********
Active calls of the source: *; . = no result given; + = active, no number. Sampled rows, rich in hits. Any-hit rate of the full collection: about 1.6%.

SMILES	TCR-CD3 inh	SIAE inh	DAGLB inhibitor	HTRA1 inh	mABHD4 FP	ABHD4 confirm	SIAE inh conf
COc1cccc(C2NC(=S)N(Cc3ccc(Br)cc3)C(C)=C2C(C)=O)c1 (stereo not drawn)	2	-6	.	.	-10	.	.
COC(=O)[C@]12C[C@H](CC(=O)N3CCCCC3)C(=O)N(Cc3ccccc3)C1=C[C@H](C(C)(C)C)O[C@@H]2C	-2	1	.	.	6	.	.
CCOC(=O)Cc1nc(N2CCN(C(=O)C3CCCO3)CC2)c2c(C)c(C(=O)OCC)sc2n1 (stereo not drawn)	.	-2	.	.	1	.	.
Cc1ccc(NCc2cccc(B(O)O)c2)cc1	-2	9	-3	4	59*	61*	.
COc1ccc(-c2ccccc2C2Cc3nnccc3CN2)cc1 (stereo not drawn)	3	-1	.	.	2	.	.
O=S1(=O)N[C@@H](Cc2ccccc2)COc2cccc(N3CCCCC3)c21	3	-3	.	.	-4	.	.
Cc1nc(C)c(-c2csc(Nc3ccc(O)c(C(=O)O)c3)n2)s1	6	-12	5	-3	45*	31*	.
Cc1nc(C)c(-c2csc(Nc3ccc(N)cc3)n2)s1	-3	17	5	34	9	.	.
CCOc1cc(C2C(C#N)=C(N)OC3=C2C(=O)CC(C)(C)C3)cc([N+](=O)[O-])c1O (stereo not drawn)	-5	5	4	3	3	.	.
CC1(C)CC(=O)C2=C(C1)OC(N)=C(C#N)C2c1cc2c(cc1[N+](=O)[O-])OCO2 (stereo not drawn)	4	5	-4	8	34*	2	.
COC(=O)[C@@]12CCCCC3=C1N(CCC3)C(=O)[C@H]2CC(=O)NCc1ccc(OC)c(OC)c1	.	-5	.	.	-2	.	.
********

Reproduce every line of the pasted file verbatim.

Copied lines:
Active calls of the source: *; . = no result given; + = active, no number. Sampled rows, rich in hits. Any-hit rate of the full collection: about 1.6%.

SMILES	TCR-CD3 inh	SIAE inh	DAGLB inhibitor	HTRA1 inh	mABHD4 FP	ABHD4 confirm	SIAE inh conf
COc1cccc(C2NC(=S)N(Cc3ccc(Br)cc3)C(C)=C2C(C)=O)c1 (stereo not drawn)	2	-6	.	.	-10	.	.
COC(=O)[C@]12C[C@H](CC(=O)N3CCCCC3)C(=O)N(Cc3ccccc3)C1=C[C@H](C(C)(C)C)O[C@@H]2C	-2	1	.	.	6	.	.
CCOC(=O)Cc1nc(N2CCN(C(=O)C3CCCO3)CC2)c2c(C)c(C(=O)OCC)sc2n1 (stereo not drawn)	.	-2	.	.	1	.	.
Cc1ccc(NCc2cccc(B(O)O)c2)cc1	-2	9	-3	4	59*	61*	.
COc1ccc(-c2ccccc2C2Cc3nnccc3CN2)cc1 (stereo not drawn)	3	-1	.	.	2	.	.
O=S1(=O)N[C@@H](Cc2ccccc2)COc2cccc(N3CCCCC3)c21	3	-3	.	.	-4	.	.
Cc1nc(C)c(-c2csc(Nc3ccc(O)c(C(=O)O)c3)n2)s1	6	-12	5	-3	45*	31*	.
Cc1nc(C)c(-c2csc(Nc3ccc(N)cc3)n2)s1	-3	17	5	34	9	.	.
CCOc1cc(C2C(C#N)=C(N)OC3=C2C(=O)CC(C)(C)C3)cc([N+](=O)[O-])c1O (stereo not drawn)	-5	5	4	3	3	.	.
CC1(C)CC(=O)C2=C(C1)OC(N)=C(C#N)C2c1cc2c(cc1[N+](=O)[O-])OCO2 (stereo not drawn)	4	5	-4	8	34*	2	.
COC(=O)[C@@]12CCCCC3=C1N(CCC3)C(=O)[C@H]2CC(=O)NCc1ccc(OC)c(OC)c1	.	-5	.	.	-2	.	.